It is often said that co-hyponyms are incompatible. For example, here's Alan Cruse:

Very often a superordinate has more than one immediate hyponym, and among these there is typically a set of terms each of which is related to all the others by the relation of incompatibility.

(Meaning in Language, 2004, p. 162.)

So, ‘apple’, ‘peach’, and ‘plum’ are co-hyponyms of ‘fruit’, and an apple is not a peach, which is not a plum, etc. They are "incompatible": that bit of fruit can't be both an apple and a peach.

However, it is also often said that co-hyponyms are not necessarily incompatible. A little later on that same page, Cruse offers this example:

For instance, queen and mother are both hyponyms of woman, but there is nothing to prevent someone who is a queen from at the same time being a mother.

I'm not so sure this is a good example, though. It implies this relation:

? A queen is a kind of woman.

But this isn't quite so. Mary, Queen of Scots became queen (just a few miles from where I type, in fact) at the ripe old age of 6 days ... which hardly qualifies as "woman"! So it leaves me wondering whether, in fact, ‘queen’ is a proper (?) hyponym of ‘woman’.

So I have been trying to come up with ANY good examples of compatible co-hyponyms, and failing in the attempt. I have done my web-searches, and while it is easy to find the theoretical position explained, as I have done above (viz., that co-hyponyms are typically but not necessarily incompatible), finding examples of the less common "compatible" sort is proving elusive.

Can anyone help me?

(P.s. I would have liked to tag this with "hyponyms" or "hyponymy", but these aren't yet in use, and I'm too new to create them.)

UPDATE [2014.01.09] : (This is prompted in part by EricS's suggestion below.)

There is a further problem with suggesting queen and mother as examples of compatible co-hyponyms, and it arises in an article by Cruse himself [D. A. Cruse, ‘Hyponymy and Its Varieties’, in The Semantics of Relationships: An Interdisciplinary Perspective, ed. by R. Green, C.A. Bean, and S.H. Myaeng (Dordrecht: Kluwer, 2002), pp. 3-21; the Google Books scan has some problems]. In it, Cruse points out that some apparent co-hyponyms belong to different taxonomic classes, and so are not co-hyponyms properly speaking.

Cruse uses the example of ‘book’ for which ‘novel’, ‘textbook’, and ‘biography’ are hyponyms, but so too are ‘paperback’, ‘e-book’, and ‘hardback’: but ‘there is no embargo on something being simultaneously a paperback and a novel’ (Cruse, ‘Varieties’, p. 4). They are not, however, ‘co-hyponyms’ since they describe different aspects of the hyperonym.

This also applies to the example I originally used above. 'Queen' participates in a taxonymy to do with status relations and involves gender (like duke/duchess, etc.), 'mother' in a taxonymy of family relationship (like 'father', 'daughter', etc.), and of course there is no problem with intersections of taxonomies, much as with 'novel' and 'hardback' both of which have a superordinate in 'book'. I am beginning to doubt, then, that Cruse was correct to assert that both "queen and mother are both hyponyms of woman". Queen is a type of (hyponym of) noble; mother is a type of (hyponym of) kindred (= family relation). Or have I gone askew here?

At any rate, I'm still having trouble thinking of "good" examples of compatible co-hyponyms!

  • The first one that comes to mind is that, for example, Toyota and lorry are both types of car, but a Toyota Dyna is both a Toyota and a lorry at the same time. (I’m not sure if Toyota make things that are not cars, too—but there must be some manufacturers that make only cars) – Janus Bahs Jacquet Dec 31 '13 at 22:24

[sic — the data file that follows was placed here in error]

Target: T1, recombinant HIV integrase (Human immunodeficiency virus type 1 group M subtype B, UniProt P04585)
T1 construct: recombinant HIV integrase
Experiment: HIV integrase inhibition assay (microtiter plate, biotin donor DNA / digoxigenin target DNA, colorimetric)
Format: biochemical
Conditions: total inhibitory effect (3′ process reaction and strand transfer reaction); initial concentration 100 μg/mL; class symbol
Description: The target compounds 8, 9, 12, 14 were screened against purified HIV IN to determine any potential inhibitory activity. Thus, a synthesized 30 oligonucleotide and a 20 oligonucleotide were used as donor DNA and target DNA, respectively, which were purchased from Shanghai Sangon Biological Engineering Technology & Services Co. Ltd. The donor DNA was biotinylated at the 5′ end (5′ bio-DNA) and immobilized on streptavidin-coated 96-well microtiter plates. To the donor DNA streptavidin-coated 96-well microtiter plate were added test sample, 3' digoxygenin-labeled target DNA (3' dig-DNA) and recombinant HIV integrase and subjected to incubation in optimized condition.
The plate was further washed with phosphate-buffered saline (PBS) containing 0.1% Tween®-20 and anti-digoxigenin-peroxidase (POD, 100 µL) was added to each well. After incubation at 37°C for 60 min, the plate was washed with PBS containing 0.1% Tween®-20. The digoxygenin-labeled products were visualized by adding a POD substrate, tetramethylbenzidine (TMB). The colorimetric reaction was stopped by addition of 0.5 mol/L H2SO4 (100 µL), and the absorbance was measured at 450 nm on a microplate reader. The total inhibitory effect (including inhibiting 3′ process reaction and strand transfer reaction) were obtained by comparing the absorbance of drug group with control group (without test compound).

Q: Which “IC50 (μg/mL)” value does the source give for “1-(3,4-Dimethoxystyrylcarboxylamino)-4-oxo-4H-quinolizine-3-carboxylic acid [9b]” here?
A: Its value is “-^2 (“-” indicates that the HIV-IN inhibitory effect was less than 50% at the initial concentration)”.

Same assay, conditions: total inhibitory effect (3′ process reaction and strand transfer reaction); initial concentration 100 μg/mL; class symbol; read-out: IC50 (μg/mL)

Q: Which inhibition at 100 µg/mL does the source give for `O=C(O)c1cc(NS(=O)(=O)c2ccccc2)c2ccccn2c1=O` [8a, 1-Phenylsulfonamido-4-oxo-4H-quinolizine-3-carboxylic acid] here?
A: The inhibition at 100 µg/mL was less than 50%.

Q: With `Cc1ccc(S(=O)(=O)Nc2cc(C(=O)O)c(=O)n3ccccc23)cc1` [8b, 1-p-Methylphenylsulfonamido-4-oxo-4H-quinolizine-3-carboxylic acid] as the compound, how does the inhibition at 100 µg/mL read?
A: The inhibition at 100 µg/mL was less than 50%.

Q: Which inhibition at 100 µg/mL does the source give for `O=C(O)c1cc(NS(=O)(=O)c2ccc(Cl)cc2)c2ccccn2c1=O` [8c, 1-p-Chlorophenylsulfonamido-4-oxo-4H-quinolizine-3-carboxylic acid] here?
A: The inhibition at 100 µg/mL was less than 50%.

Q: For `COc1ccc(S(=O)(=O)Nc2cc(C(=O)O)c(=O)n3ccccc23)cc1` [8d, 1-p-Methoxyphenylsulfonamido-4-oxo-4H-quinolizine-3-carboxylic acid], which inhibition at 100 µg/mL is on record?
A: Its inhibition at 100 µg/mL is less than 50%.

• @JanusBahsJacquet If you’re intent on finding hipponyms, I suggest starting with Bucephalus. :) – tchrist Jan 1 '14 at 1:37
  • 2
    A lorry is not a type of car, and a Dyna is not a car. Cars and lorries are both types of motor vehicle, if that helps... Also, I wouldn't say that Toyota is a type of car - it's company that makes motor vehicles, some of which are cars. Again, not sure that this is moving us closer to an answer though. – toryan Jan 8 '14 at 21:40

It seems to me that your problem with the queen and mother example is easily solved by replacing "woman" with "female".

  • Well, not quite. (1) "?A queen is a kind of woman." =/= "A queen is a kind of female." The latter could describe bees equally well as humans; the former could not. (2) This doesn't help me get a set of "compatible co-hyponyms" which is the main point. And (3) there is a further complication that arises (and this comment does not help to solve) that has clarified in my thoughts since the original post. I will update above at date heading [2014.01.09]; have a look if you're interested. Thanks for the suggestion, though. – Dɑvïd Jan 9 '14 at 23:21
  • I don't see how your (1) is a problem. So the base set is expanded to female animals rather than just humans. Queens and and mothers are still both subsets of female animals and overlapping. If my interpretation of "compatible co-hyponyms" as "overlapping subsets" is incorrect, please explain, or give your definitions. – EricS Jan 10 '14 at 6:44
  • I would also note that the queen with regard to bees and the queen with reqard to humans are really different meanings of the word. I think you need to restrict all words involved to a single meaning of that word. – EricS Jan 10 '14 at 6:46
  • In response to your update, in wanting to avoid mixing multiple "aspects" of the hypernym; how about: Integers, negative integers, non-positive integers. – EricS Jan 10 '14 at 6:50

Your Answer

By clicking “Post Your Answer”, you agree to our terms of service, privacy policy and cookie policy

Not the answer you're looking for? Browse other questions tagged or ask your own question.